Anti-hazing ‘Collin’s Law’ passes Ohio House
State Rep. Haraz Ghanbari, R-Perrysburg, speaks in favor of the Ohio Anti-Hazing Act on Friday, June 25. Photo courtesy The Ohio Channel.
As Collin Wiant’s family looked on and applause rang out, the Ohio House of Representatives passed a billed Friday that would further criminalize the actions that led to his death.
Senate Bill 126 received unanimous approval from the Ohio House, which sends it one step closer to the governor’s desk, and enactment into law.
The bill, nicknamed Collin’s Law, expands criminal penalties for hazing and implements education and prevention procedures, particularly within Ohio colleges and universities.
Wiant was an Ohio University student in 2018 when he attended a Sigma Pi fraternity party, where a coroner’s report said he died of asphyxiation due to ingestion of nitrous oxide.
Bill sponsors expressed even more urgency for the bill to become law after the death of Bowling Green State University student Stone Foltz, who died of alcohol poisoning earlier in 2021 during a new member event at the Pi Kappa Alpha fraternity.
State Rep. Haraz Ghanbari, R-Perrysburg, acknowledged the Wiant’s family’s presence in the chamber as the bill came up for discussion.
Ghanbari said he hoped the legislation “will help bring closure to Collin’s family, will help bring closure to Stone’s family and will help to prevent the tragic loss of life of any young man, or young woman, or student in our institutions of higher education here in the state of Ohio.”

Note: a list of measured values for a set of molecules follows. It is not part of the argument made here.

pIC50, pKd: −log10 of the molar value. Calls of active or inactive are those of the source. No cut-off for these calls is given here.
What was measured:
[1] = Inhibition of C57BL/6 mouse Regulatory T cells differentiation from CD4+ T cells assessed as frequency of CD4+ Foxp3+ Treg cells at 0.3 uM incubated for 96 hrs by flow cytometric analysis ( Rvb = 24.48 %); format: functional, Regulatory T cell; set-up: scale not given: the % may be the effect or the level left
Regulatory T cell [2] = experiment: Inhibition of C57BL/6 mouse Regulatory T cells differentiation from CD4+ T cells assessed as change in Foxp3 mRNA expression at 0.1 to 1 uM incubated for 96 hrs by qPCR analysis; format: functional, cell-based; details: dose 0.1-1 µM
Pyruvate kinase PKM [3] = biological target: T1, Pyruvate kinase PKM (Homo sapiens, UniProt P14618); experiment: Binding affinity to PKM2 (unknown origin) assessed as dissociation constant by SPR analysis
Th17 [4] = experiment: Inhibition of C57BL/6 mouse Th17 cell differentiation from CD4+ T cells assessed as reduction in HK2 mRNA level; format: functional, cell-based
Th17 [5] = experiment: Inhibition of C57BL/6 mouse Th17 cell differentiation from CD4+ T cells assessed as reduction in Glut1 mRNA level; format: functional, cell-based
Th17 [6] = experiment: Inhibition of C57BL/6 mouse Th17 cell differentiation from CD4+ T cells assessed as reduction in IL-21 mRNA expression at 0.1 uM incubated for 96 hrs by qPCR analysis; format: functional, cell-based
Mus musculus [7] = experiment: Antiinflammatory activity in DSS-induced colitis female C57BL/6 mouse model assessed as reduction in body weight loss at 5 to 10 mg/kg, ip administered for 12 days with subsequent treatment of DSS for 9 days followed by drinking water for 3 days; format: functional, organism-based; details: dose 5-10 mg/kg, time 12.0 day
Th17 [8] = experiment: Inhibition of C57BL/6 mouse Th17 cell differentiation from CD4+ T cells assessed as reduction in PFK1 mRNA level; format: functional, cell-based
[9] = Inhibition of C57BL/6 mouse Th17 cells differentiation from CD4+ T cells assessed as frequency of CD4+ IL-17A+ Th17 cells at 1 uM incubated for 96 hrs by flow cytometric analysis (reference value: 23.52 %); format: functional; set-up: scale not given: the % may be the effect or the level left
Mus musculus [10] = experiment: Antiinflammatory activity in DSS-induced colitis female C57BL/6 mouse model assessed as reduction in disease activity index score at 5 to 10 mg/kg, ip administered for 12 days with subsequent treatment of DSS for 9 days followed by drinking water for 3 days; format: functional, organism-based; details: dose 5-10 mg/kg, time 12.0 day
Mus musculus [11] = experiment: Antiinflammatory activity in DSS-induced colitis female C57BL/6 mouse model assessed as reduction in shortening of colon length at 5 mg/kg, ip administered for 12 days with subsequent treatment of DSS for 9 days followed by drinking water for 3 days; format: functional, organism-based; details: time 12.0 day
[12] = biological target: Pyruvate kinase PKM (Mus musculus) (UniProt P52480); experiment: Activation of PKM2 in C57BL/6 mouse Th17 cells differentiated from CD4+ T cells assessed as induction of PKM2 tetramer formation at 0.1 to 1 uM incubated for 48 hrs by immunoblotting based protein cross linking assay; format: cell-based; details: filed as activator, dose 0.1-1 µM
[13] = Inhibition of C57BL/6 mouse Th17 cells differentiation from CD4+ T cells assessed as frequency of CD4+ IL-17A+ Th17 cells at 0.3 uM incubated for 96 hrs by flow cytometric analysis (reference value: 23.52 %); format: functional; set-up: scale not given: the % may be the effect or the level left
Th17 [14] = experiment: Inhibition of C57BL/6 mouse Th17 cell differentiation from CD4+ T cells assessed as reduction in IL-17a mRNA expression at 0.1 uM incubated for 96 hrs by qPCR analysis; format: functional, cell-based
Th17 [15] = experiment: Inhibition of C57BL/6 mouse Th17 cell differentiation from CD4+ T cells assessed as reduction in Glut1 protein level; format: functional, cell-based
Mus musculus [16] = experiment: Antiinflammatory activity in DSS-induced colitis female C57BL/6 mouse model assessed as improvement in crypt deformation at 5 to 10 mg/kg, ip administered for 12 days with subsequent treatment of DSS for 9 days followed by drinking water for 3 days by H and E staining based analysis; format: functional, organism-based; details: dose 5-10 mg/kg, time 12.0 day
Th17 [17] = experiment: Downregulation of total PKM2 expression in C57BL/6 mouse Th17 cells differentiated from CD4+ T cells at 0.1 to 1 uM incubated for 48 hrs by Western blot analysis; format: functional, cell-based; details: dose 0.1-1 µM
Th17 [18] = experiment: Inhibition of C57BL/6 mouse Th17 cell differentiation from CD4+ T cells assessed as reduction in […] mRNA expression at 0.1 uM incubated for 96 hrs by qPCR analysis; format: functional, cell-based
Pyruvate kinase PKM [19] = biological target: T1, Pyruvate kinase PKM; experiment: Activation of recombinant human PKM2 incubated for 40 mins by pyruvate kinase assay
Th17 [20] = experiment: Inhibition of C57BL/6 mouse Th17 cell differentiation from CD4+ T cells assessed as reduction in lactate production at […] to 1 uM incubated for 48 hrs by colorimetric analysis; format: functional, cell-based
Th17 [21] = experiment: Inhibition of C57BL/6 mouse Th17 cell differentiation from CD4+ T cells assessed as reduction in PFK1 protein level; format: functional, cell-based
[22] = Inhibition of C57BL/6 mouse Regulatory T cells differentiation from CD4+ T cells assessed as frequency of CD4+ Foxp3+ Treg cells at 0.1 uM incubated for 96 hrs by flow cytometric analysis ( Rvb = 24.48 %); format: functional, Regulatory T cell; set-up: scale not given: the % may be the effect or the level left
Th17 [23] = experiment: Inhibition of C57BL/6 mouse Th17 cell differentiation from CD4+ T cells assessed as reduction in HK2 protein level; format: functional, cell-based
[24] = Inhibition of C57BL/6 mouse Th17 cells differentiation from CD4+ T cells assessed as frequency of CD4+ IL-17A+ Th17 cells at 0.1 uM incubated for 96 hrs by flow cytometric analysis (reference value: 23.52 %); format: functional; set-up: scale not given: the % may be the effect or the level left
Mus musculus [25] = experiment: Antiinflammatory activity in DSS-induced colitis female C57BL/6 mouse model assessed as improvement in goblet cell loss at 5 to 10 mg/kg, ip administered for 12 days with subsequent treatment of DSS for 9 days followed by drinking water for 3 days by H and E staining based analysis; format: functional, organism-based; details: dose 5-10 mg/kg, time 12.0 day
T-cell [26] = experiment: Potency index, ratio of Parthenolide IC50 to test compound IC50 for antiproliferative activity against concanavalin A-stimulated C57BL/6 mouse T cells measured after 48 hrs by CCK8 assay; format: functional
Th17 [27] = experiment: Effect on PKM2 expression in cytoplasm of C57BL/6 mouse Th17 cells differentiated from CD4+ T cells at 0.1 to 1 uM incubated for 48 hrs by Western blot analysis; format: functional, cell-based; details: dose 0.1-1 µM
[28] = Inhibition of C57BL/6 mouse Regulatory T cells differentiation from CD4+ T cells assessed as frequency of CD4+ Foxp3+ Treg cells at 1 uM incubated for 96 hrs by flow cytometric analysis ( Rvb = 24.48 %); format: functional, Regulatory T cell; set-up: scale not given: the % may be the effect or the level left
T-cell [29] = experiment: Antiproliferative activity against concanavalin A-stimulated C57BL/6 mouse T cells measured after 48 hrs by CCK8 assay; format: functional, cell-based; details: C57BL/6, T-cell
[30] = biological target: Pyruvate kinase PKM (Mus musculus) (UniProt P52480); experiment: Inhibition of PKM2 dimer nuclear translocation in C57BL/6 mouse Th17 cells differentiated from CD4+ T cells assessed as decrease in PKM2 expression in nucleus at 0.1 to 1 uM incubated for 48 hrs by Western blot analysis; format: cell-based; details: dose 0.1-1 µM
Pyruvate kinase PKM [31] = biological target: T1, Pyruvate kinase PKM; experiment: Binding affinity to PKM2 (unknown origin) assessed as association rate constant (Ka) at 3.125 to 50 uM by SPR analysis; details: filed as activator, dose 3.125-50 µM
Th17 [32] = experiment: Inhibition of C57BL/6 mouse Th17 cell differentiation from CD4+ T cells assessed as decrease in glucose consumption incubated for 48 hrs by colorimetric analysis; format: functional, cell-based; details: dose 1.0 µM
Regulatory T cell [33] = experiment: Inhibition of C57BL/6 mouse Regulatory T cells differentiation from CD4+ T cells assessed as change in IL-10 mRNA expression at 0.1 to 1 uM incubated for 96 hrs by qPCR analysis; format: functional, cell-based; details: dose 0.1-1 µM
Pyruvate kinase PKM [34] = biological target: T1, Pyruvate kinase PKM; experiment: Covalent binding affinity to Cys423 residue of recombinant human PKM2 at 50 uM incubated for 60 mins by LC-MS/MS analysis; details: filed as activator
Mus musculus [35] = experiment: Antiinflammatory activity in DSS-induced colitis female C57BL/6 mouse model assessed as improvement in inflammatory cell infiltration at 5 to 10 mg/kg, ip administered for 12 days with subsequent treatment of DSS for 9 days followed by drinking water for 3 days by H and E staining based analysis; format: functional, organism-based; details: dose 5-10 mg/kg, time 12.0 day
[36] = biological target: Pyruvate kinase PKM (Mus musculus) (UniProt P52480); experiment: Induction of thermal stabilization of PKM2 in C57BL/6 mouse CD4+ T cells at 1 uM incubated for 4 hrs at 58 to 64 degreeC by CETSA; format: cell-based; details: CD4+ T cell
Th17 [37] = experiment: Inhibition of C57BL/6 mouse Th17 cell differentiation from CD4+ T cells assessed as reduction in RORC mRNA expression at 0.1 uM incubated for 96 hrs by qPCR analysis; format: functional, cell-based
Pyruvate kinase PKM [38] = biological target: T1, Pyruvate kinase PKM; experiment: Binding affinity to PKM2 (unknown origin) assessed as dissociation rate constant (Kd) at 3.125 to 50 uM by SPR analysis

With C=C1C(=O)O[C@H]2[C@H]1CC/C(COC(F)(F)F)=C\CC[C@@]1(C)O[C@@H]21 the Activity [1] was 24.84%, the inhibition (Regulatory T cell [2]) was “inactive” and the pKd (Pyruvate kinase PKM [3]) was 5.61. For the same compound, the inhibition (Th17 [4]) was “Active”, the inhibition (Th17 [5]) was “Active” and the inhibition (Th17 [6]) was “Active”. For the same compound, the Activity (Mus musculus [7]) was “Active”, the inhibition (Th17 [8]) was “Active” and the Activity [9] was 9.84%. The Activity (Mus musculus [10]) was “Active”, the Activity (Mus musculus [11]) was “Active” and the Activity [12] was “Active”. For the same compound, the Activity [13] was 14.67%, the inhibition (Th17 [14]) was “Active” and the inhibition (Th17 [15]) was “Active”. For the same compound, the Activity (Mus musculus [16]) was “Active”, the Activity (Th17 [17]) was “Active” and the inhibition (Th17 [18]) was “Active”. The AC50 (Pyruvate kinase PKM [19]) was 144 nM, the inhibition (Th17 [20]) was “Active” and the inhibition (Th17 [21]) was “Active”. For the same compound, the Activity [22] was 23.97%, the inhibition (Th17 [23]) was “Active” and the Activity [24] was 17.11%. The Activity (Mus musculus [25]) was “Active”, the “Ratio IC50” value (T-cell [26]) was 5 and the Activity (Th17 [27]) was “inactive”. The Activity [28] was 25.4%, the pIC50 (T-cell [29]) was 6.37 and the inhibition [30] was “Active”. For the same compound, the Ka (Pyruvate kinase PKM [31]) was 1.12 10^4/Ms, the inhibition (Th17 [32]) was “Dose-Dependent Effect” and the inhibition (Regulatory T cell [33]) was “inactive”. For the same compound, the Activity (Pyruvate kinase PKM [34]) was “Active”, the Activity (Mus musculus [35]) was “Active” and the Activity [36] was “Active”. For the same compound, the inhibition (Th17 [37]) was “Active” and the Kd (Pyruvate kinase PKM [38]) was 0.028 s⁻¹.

The law bans “recklessly participating” in hazing, including forced consumption of alcohol or drugs, and increases the existing penalty for hazing to a second-degree misdemeanor.
Education officials, employees, faculty or alumni can face a third-degree felony if found to permit hazing. Failing to report knowledge of hazing to law enforcement would result in a fourth-degree misdemeanor charge.
The House entered a single amendment during their vote on Friday, which removed parental liability for the language of the bill. The language was found by state Rep. Dave Leland, D-Columbus, the day before the legislation hit the House floor. With the change, Leland said he fully supported the bill.
“Put simply, this legislation … will make a meaningful impact on preventing future tragedies we experience now far too often,” Leland said.
The legislation passed the Senate earlier this month, but will go back for approval of the amendment before moving on for Gov. Mike DeWine’s signature.
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